At admission, the viral load and CD4 + T-cell counts were 6.16 log10 copies/mL and 2 cells/µl, respectively. AIDS, along with an opportunistic infection, was diagnosed. Sulfanilamide was given against Pneumocystis pneumonia (PCP), and fluconazole was given as an empirical antifungal treatment. She continued the previous ART regimen of 3TC/ABC/LPV/r. The patient recovered and was discharged after 20 days of treatment.

In August 2020, the viral load and CD4 + T cell counts were 4.48 log10 copies/mL and 15 cells/µl, respectively, and an MDR test (Sanger sequencing) detected 15 point mutations in the reverse transcriptase (M41L, E44A, F77L, M184V, L210W, T215Y, K219N, K101H, and Y181C) and protease (M46I, L76V, 184 V, K20T, Q58E, and G73S) (Table 1). Then, an adjusted ART regimen of ABT (160 mg, 1 weekly) with dolutegravir (DTG, 50 mg, daily) was given. After 1 month, the HIV viral load was decreased to 3.01 log10 copies/mL, and the CD4 + T-cell count was increased to 57 cells/µl (Fig. 1).

Table 1 Genotypic drug resistance interpretation according to the HIV drug resistance database system

In July 2021, the HIV viral load was decreased to 1.73 log10 copies/mL, and the CD4 + T-cell count was increased to 308 cells/µl (Fig. 1). Moreover, this ART regimen was well tolerated, without relevant toxicity, and the patient’s condition improved greatly.

The patient ultimately developed classical Hodgkin lymphoma in January 2022. Unfortunately, due to the foster family’s economic condition, poor family care, medication non-compliance, and a low desire for life, the patient died on March 5, 2022. The main cause of death was Hodgkin lymphoma.

Fig. 1
figure 1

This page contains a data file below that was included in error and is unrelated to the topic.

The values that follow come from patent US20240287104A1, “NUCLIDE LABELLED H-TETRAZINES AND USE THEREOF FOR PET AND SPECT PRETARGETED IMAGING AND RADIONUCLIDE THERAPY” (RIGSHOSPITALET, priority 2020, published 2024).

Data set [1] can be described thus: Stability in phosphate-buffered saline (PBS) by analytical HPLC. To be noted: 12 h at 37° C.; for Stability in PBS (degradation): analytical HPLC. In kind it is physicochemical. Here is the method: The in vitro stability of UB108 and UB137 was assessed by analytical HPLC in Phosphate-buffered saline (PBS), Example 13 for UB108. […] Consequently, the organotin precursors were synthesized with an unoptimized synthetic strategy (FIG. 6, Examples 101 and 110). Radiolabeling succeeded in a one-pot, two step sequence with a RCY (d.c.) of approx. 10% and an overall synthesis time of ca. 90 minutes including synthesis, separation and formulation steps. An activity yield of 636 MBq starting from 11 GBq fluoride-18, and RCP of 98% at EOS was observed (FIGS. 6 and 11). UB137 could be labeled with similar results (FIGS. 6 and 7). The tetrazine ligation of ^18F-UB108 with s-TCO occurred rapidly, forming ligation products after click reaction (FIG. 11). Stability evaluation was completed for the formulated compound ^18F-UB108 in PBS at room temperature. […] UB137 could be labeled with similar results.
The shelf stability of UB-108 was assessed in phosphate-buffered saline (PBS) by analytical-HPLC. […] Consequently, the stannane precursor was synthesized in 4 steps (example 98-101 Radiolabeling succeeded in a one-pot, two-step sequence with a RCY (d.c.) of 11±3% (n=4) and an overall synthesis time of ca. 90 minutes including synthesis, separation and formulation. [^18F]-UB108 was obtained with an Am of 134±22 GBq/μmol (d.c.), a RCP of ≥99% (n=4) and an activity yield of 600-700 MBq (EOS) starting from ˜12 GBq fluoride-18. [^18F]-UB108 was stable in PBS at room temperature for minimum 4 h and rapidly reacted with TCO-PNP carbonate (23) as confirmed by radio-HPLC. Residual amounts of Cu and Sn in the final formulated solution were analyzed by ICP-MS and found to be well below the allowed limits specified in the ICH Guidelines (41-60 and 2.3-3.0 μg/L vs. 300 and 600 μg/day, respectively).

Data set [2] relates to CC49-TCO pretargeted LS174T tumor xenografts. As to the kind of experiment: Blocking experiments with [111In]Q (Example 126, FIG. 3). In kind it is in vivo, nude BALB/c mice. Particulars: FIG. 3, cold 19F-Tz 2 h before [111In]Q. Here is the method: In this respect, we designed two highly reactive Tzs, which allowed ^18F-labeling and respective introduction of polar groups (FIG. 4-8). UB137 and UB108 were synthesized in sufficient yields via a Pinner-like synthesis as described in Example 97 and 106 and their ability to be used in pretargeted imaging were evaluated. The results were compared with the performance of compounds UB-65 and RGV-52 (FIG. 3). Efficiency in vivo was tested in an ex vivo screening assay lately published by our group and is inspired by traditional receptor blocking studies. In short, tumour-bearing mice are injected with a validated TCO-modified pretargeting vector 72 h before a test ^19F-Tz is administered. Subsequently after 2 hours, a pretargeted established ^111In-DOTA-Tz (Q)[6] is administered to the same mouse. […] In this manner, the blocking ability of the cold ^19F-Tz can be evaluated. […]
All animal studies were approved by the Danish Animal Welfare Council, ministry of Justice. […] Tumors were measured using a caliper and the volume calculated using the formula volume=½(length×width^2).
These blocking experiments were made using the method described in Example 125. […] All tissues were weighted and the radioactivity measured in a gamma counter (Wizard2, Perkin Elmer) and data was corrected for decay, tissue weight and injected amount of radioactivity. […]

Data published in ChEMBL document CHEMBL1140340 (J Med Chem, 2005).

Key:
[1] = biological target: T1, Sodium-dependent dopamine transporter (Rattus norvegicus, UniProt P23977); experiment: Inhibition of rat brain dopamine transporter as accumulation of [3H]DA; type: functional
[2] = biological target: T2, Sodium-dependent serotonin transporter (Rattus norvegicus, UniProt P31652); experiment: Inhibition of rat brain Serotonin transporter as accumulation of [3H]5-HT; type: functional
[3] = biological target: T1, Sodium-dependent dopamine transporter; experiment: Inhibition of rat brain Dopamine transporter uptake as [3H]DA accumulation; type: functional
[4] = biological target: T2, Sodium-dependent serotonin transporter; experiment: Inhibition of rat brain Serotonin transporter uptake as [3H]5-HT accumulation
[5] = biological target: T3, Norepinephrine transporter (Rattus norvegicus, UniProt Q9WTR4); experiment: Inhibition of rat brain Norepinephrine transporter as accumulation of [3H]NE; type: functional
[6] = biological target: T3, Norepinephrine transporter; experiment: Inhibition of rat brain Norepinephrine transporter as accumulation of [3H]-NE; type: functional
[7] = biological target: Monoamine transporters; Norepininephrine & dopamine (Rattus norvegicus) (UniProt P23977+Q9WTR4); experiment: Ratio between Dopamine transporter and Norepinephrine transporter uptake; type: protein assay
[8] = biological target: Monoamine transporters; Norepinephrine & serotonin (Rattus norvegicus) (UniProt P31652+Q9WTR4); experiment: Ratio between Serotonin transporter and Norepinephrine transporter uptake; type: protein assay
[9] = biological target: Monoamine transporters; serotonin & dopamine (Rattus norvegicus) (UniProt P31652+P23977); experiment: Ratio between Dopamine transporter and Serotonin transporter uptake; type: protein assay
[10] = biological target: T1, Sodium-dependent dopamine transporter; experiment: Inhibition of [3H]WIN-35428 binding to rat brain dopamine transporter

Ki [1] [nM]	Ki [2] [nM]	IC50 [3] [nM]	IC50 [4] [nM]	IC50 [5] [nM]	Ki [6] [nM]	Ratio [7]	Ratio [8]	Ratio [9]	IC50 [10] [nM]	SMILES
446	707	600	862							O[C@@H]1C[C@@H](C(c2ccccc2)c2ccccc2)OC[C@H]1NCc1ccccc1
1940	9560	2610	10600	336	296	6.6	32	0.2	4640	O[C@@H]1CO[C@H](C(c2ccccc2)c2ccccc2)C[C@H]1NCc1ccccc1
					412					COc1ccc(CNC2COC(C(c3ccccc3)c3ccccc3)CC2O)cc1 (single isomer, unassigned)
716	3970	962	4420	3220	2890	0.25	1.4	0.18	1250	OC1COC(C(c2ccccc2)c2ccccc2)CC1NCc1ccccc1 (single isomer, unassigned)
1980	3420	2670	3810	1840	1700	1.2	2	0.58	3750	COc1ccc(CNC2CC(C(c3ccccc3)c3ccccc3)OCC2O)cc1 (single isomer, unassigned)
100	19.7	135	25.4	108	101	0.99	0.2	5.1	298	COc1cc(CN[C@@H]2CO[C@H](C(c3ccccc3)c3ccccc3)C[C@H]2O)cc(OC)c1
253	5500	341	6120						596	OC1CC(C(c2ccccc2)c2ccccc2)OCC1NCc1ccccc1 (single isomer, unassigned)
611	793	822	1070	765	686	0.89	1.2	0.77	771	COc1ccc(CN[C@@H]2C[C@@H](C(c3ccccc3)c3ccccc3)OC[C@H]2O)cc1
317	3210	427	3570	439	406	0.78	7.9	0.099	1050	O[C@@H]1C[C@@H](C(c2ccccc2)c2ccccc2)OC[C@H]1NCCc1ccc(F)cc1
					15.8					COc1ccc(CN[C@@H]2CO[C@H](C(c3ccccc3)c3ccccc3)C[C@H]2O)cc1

CD4 + cell counts and HIV RNA evolution during follow-up

Discussion and conclusions

Children infected with HIV via vertical transmission will eventually develop significant HIV MDR due to low doses of non-suppressive regimens and/or inadequate ART adherence [3]. Data from the World Health Organization (WHO) demonstrated that five in every 10 young children diagnosed with HIV harbor resistant HIV [4]. The drug resistance rates in children failing first- and second-line treatments are 34–99%, and the resistance primarily consists of resistance to non-nucleoside reverse transcriptase inhibitors (NNRTI) and the nucleoside reverse transcriptase inhibitors (NRTI) mutation M184V, limiting the treatment options, especially in resource-limited settings [2]. Therefore, it is crucial to describe more suitable first- or second-line therapies for children with HIV MDR.

The patient reported here was infected through MTCT, and her parents died of AIDS. She had an incomplete adherence to ART, and the viral load was very high with low CD4 + T cell counts. Therefore, the likelihood of developing MDR was high.

ABT is a long-acting HIV fusion inhibitor used in patients > 16 years of age. It is active against 28 different clinical isolates of HIV-1 in China, with IC50 values ranging from 1.3 to 18.1 nmol/L [5]. Despite good efficacy, safety, and tolerability in adults, the effects of ABT in children have not been documented. ABT exhibits activity in the presence of enfuvirtide (T20)-associated mutations due to its nature of genetic barrier [5]. In a phase III trial, ABT combined with LPV/r was proven non-inferior to the WHO-recommended three-drug second-line therapy in treatment-experienced HIV patients with MDR. The study reported that 75.7% of patients treated with ABT plus LPV/r achieved HIV-1 RNA levels < 50 copies/mL after 48 weeks [6].